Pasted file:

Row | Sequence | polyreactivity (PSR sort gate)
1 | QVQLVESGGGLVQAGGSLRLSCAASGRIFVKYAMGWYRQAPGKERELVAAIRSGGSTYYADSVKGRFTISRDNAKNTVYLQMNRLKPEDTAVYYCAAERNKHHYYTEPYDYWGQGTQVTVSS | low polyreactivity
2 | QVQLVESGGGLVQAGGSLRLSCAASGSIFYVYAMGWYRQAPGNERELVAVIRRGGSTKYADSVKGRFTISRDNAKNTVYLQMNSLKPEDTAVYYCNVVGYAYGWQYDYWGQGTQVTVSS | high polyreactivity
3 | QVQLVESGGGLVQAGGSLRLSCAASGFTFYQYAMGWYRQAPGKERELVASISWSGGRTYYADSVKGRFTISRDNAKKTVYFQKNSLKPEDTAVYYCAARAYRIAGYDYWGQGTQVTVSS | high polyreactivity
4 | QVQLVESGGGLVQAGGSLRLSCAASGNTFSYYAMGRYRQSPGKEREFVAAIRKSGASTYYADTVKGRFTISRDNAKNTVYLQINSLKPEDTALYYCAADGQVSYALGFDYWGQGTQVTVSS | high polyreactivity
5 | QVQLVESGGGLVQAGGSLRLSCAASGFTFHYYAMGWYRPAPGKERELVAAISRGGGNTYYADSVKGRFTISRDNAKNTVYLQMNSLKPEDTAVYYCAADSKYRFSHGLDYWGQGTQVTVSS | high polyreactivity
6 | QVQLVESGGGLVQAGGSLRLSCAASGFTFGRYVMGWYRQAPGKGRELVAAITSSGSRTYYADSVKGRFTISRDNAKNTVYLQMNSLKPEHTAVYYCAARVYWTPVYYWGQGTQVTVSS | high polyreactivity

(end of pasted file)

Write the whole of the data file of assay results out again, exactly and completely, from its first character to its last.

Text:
Row | Sequence | polyreactivity (PSR sort gate)
1 | QVQLVESGGGLVQAGGSLRLSCAASGRIFVKYAMGWYRQAPGKERELVAAIRSGGSTYYADSVKGRFTISRDNAKNTVYLQMNRLKPEDTAVYYCAAERNKHHYYTEPYDYWGQGTQVTVSS | low polyreactivity
2 | QVQLVESGGGLVQAGGSLRLSCAASGSIFYVYAMGWYRQAPGNERELVAVIRRGGSTKYADSVKGRFTISRDNAKNTVYLQMNSLKPEDTAVYYCNVVGYAYGWQYDYWGQGTQVTVSS | high polyreactivity
3 | QVQLVESGGGLVQAGGSLRLSCAASGFTFYQYAMGWYRQAPGKERELVASISWSGGRTYYADSVKGRFTISRDNAKKTVYFQKNSLKPEDTAVYYCAARAYRIAGYDYWGQGTQVTVSS | high polyreactivity
4 | QVQLVESGGGLVQAGGSLRLSCAASGNTFSYYAMGRYRQSPGKEREFVAAIRKSGASTYYADTVKGRFTISRDNAKNTVYLQINSLKPEDTALYYCAADGQVSYALGFDYWGQGTQVTVSS | high polyreactivity
5 | QVQLVESGGGLVQAGGSLRLSCAASGFTFHYYAMGWYRPAPGKERELVAAISRGGGNTYYADSVKGRFTISRDNAKNTVYLQMNSLKPEDTAVYYCAADSKYRFSHGLDYWGQGTQVTVSS | high polyreactivity
6 | QVQLVESGGGLVQAGGSLRLSCAASGFTFGRYVMGWYRQAPGKGRELVAAITSSGSRTYYADSVKGRFTISRDNAKNTVYLQMNSLKPEHTAVYYCAARVYWTPVYYWGQGTQVTVSS | high polyreactivity